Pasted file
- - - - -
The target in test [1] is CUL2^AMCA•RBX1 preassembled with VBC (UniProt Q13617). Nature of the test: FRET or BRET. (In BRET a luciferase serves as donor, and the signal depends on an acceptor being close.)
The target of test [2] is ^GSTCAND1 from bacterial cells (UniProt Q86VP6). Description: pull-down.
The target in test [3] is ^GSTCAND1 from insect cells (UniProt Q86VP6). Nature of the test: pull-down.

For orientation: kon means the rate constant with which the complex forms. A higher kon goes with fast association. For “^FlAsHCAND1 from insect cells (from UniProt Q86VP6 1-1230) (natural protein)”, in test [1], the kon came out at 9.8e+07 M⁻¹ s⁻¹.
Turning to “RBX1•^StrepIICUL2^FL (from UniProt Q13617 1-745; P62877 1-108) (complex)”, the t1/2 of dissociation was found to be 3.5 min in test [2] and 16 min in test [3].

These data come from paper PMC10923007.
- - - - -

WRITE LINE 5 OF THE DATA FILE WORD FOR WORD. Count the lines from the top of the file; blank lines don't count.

Turning to “RBX1•^StrepIICUL2^FL (from UniProt Q13617 1-745; P62877 1-108) (complex)”, the t1/2 of dissociation was found to be 3.5 min in test [2] and 16 min in test [3].